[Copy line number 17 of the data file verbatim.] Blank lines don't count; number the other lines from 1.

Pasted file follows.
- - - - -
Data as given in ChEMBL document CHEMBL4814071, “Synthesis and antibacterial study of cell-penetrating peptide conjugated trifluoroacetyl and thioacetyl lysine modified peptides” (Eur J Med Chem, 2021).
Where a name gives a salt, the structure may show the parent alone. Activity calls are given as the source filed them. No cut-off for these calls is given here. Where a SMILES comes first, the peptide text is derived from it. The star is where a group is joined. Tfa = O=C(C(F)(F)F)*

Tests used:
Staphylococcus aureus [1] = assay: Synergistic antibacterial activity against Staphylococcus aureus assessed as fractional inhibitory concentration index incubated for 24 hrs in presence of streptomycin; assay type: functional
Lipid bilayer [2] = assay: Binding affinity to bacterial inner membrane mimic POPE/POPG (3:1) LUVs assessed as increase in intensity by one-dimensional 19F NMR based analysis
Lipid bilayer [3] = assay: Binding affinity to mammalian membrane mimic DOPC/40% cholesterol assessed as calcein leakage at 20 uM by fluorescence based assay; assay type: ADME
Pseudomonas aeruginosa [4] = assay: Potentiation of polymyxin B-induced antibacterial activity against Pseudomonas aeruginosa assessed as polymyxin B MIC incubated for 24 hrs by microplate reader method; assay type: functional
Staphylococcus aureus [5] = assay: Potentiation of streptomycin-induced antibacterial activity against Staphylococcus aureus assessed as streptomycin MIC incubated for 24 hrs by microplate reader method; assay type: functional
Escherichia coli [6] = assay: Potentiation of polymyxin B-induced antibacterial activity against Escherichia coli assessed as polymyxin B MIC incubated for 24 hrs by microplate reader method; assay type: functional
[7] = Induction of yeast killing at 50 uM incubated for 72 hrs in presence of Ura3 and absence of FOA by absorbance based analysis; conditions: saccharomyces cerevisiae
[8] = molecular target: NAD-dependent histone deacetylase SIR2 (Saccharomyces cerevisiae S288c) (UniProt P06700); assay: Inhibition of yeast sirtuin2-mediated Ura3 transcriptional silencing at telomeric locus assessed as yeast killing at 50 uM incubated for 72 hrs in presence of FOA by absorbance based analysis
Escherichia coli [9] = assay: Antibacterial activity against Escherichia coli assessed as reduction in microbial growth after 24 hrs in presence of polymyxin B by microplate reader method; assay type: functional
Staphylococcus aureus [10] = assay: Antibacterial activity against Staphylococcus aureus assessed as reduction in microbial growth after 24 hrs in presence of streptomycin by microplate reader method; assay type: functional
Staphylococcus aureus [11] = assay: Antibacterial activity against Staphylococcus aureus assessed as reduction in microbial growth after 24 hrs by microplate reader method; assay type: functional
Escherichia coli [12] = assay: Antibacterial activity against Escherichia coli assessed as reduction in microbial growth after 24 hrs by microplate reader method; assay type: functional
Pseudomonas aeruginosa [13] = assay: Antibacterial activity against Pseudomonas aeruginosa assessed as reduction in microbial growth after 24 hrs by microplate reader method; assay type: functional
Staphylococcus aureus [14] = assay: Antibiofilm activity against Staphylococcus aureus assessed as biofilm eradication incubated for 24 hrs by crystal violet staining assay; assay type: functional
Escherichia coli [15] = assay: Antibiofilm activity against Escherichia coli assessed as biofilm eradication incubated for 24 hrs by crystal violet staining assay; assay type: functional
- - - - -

Staphylococcus aureus [14] = assay: Antibiofilm activity against Staphylococcus aureus assessed as biofilm eradication incubated for 24 hrs by crystal violet staining assay; assay type: functional